Deepening Formation

Do This In Memory of Me

Art: Ugolino da Siena, The Last Supper, Metropolitan Museum of Art

At every Mass, we hear Jesus’ words of institution of the Eucharist at the Last Supper: “Take it; this is my body... This is my blood of the covenant, which will be shed for many” (Mark 14:22, 24). Before his Passion and Death on the Cross, Jesus made sure that his disciples—and the Church—had the means to participate in his victory over sin on the Cross. As Jesus institutes the Eucharist and the priesthood, he tells his disciples—and us—“Do this in memory of me.”

Sharing in Jesus’ Paschal Mystery

As the Church celebrates the Solemnity of the Most Holy Body and Blood of Christ in the year of a National Eucharistic Congress, these words of Jesus at the Last Supper invite renewed love of the gift and mystery of the Eucharist. While countless artists have been inspired by the Gospel accounts of Jesus’ institution of the Eucharist and the priesthood, each artistic vision calls forth our contemplative gaze on Jesus’ Paschal Mystery in which we are invited to share.

One such Last Supper image is a serene painting by the Sienese artist, Ugolino da Siena. Completed in the early 14th century for the high altar of the Church of Santa Croce in Florence, the predella altarpiece invites us into the scene of the Last Supper so that we, too, might take our place at the table of Word and sacrament.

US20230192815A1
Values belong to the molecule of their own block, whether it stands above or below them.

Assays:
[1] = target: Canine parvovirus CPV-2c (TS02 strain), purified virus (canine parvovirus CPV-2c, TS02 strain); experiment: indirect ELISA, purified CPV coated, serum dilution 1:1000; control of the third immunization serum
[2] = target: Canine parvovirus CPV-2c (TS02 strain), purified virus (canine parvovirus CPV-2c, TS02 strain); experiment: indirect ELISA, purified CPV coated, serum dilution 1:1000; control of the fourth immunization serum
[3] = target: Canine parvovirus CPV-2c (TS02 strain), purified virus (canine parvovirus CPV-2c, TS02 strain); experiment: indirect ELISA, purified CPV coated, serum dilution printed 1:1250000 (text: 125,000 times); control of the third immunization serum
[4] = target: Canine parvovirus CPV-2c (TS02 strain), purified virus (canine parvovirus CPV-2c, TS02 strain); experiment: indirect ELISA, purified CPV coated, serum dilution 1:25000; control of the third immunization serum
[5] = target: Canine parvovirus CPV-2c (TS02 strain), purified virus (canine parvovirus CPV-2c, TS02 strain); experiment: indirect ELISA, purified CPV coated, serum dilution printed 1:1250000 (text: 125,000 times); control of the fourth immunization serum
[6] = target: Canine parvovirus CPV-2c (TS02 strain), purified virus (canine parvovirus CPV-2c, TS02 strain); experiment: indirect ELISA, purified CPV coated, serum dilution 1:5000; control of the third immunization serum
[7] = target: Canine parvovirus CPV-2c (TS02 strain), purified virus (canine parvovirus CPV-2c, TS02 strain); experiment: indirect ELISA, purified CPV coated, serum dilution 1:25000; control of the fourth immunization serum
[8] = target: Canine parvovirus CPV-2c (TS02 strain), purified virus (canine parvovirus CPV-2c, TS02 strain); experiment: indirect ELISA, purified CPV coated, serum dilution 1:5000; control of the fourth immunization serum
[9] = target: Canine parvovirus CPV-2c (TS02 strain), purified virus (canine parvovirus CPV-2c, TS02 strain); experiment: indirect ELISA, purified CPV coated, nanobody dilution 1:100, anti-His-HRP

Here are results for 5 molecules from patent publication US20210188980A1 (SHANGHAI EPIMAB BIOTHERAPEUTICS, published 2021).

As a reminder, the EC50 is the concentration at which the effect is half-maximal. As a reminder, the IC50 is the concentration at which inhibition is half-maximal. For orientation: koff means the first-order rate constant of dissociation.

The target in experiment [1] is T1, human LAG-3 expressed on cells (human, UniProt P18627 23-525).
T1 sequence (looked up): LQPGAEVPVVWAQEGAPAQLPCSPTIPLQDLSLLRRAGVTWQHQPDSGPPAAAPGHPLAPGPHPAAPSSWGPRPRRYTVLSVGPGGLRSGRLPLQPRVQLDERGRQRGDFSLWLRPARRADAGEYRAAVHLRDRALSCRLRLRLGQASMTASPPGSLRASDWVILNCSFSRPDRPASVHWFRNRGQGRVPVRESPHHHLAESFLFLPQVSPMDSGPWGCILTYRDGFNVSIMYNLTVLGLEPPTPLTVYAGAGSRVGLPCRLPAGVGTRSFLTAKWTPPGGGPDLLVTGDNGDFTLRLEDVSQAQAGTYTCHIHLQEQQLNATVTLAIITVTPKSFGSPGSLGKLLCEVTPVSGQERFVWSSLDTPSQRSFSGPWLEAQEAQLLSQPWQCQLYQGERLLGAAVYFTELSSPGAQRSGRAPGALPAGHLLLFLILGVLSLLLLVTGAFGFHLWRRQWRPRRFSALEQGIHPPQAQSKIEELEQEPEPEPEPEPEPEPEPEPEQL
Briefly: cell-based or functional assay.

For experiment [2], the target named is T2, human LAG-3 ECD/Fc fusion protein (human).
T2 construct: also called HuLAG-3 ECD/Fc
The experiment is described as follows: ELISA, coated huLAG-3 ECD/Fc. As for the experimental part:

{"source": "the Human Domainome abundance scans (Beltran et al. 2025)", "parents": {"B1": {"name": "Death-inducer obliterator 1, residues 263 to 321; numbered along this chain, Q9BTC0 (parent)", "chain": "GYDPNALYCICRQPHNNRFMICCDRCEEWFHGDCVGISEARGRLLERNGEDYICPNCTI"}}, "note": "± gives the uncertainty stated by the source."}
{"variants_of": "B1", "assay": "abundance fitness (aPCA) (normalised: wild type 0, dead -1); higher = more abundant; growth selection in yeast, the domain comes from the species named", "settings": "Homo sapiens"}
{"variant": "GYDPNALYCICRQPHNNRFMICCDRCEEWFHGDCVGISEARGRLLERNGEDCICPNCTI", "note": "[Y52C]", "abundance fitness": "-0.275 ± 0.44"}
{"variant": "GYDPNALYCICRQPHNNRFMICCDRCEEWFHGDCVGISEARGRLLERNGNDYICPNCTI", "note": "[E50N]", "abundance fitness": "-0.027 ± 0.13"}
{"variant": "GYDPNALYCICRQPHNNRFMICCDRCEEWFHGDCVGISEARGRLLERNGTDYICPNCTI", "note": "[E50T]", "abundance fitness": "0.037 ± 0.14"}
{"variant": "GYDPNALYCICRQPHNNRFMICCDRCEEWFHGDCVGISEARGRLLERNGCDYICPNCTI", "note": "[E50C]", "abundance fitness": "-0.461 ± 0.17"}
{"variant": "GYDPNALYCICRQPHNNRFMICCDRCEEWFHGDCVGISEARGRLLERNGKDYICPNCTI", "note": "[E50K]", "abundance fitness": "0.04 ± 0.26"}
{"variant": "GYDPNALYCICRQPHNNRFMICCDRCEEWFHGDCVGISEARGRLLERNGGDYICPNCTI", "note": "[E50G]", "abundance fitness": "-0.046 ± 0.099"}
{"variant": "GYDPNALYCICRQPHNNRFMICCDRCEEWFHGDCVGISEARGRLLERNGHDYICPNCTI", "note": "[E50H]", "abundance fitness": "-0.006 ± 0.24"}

We see the disciples of Jesus gathered around a long table covered in a white linen cloth. The interior is tightly spaced, with the table occupying the entire room. The haloed heads of the disciples move animatedly in a variety of gestures, and their richly-hued robes create a brightly colored scene. Only one of the disciples, seated with his back to us, has no halo. We are reminded that Judas’ greedy betrayal was part of this solemn moment.

Taking Our Place at the Table

The disciples’ lively gestures indicate the high point of the meal as Jesus blesses, breaks, and shares bread. Around the table we see plates, cups, and utensils with bread, wine, and other foods evoking Jesus’ desire to nourish his disciples—and us—with the food of his presence and love. Every Eucharist is a fulfillment of that divine desire for friendship with creatures, created in and for love.

The serene figure of Jesus seated at the head of the table on the left captures our attention. John, the beloved disciple, leans over to remain close to Jesus. And as he institutes the Eucharist, Jesus desires only that we take our place at this sacred meal by joining the Church in living out his command, “Do this in memory of me.”

Jem Sullivan, Ph.D., is an associate professor at The Catholic University of America and author of Way of Beauty: Rekindling Eucharistic Amazement with Visio Divina from Our Sunday Visitor.